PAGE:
Ether Trust Premium Surges to +500%

Wall Street is paying a near record premium to have exposure to ether.

Shares in Grayscale’s Ethereum Trust, ticker ETHE, are trading at a 515% premium to the fund’s net asset value. Ether holdings per share in the fund were worth $15.85, while market price per share was $97.5 as of yesterday’s close. That gap is near the widest since ETHE first started trading in OTC markets at a crazy 1,150% premium in June, probably because of lack of liquidity.

Image source: grayscale.co

This time the widening premium likely reflects investor appetite to own ether, except they’d rather hold shares of a trust than the actual cryptocurrency to avoid any regulatory and tax uncertainty, or have to deal with digital wallets and custody of private keys.

The premium, which started to pick up in February, continued to rise even after the March 12 crash, when ether plunged more than 40% in one day to $112, probably on speculation the selloff had gone too far.

Image source: ycharts.com

This gap would normally be a juicy opportunity to arbitrage, but shares are subject to a one-year holding period after they’re created, making it hard to trade them.

Investor “Protection”

The main reason for this gap to exist in the first place is that ETHE is one of the few ways investors can get regulated securities linked to ether. Demand for the fund pushes the share price above its actual ether holdings. The same happens with Grayscale’s Bitcoin Trust, GBTC.

Crypto ETFs, which would open the doors for retail investors and more closely track the actual price of the cryptocurrency, have been long heralded as a solution, but don’t have the green light from US regulators. ETHE is only open to accredited investors, and has a minimum investment requirement of $25,000.

But by shutting off crypto ETFs trying to protect investors against what they deem opaque and illiquid markets vulnerable to manipulation, regulators are leaving traders with no choice but to buy ether and bitcoin at many times its actual value, if they want to stay within the confines of traditional markets.

GBTC Premium at Just 12%

While GBTC has had premiums of over 100% at the peak of the 2017 bubble, the current spread is merely at 12%. The lower premium for GBTC might be explained because the fund is more liquid with $2.2 billion AUM and 316 million shares outstanding, versus $189 AUM and 12 million shares for ETHE.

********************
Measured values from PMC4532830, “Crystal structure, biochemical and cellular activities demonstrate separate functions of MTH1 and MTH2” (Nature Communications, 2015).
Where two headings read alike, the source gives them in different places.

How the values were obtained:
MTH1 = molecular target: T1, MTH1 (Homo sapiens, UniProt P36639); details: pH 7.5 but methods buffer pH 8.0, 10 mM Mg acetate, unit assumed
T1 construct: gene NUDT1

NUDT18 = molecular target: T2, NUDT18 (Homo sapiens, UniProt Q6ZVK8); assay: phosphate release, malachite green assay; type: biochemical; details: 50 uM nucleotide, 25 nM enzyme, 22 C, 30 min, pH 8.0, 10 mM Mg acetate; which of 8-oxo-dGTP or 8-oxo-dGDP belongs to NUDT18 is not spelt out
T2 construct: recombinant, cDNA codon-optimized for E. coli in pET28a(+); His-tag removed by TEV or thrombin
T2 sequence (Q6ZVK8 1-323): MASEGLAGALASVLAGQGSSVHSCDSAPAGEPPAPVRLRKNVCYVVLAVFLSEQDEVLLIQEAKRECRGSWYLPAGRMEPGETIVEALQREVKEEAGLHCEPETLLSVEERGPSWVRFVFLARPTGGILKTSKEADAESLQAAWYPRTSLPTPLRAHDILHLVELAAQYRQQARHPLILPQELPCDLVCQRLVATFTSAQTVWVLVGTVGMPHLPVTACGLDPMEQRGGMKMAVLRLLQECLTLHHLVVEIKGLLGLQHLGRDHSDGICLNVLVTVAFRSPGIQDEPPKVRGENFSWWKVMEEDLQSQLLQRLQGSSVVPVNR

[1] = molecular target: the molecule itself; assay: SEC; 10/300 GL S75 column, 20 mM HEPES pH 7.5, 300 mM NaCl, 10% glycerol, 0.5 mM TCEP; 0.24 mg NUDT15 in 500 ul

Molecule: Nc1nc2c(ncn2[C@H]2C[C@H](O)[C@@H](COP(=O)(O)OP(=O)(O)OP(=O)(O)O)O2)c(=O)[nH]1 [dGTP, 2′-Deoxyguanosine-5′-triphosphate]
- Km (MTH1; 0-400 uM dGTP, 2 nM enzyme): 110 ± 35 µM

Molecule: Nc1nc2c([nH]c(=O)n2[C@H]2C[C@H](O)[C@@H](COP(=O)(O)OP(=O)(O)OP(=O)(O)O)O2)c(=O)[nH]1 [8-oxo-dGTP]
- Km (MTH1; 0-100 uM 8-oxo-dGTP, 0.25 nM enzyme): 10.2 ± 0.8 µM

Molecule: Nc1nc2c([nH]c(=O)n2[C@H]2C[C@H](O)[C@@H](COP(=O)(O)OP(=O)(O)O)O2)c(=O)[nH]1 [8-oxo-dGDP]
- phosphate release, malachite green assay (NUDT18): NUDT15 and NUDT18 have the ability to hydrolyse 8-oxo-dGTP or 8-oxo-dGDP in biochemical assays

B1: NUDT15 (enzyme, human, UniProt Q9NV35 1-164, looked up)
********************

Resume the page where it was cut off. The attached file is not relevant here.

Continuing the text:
Beyond liquidity, US investors who want to get exposure to Bitcoin at least also have CFTC approved bitcoin futures. Ether, which is the only crypto other than bitcoin classified as a commodity by regulators, still doesn’t have its own regulated futures. Right now, ETHE is the only avenue for Wall Street.

There’s Now a “No Loss Investment” Platform on DeFi

Decentralized finance has enabled a no-loss lottery with PoolTogether, no-spend charity with rTrees, and now there’s dPiggy, a platform which enables no-loss crypto investing.

As with PoolTogether, rTrees and other similar projects, dPiggy is based on redirecting interest gained on crypto deposits. Dai deposits on dPiggy are sent to Compound Finance, where they start gaining interest. Users choose where they want to invest that interest and at the end of the month, it will be automatically used to buy their chosen crypto on Uniswap.

Image source: dpiggy.com

Auctus Project, the company behind dPiggy, charges 0.1% annual fees of the amount invested, which are used to buy and burn AUC tokens. Auctus issued AUC tokens in an April 2018 ICO. dPiggy is a departure from the company’s original idea to make a smart-contract powered retirement planning platform.

Bitcoin-Backed tzBTC Launches on Tezos

The Bitcoin Association Switzerland together with a group of crypto firms launched a token that’s backed 1-to-1 with Bitcoin to be traded on the Tezos blockchain. tzBTC, as the token is called, would allow Bitcoin holders to use Tezos applications without relinquishing their BTC, bringing liquidity to the network.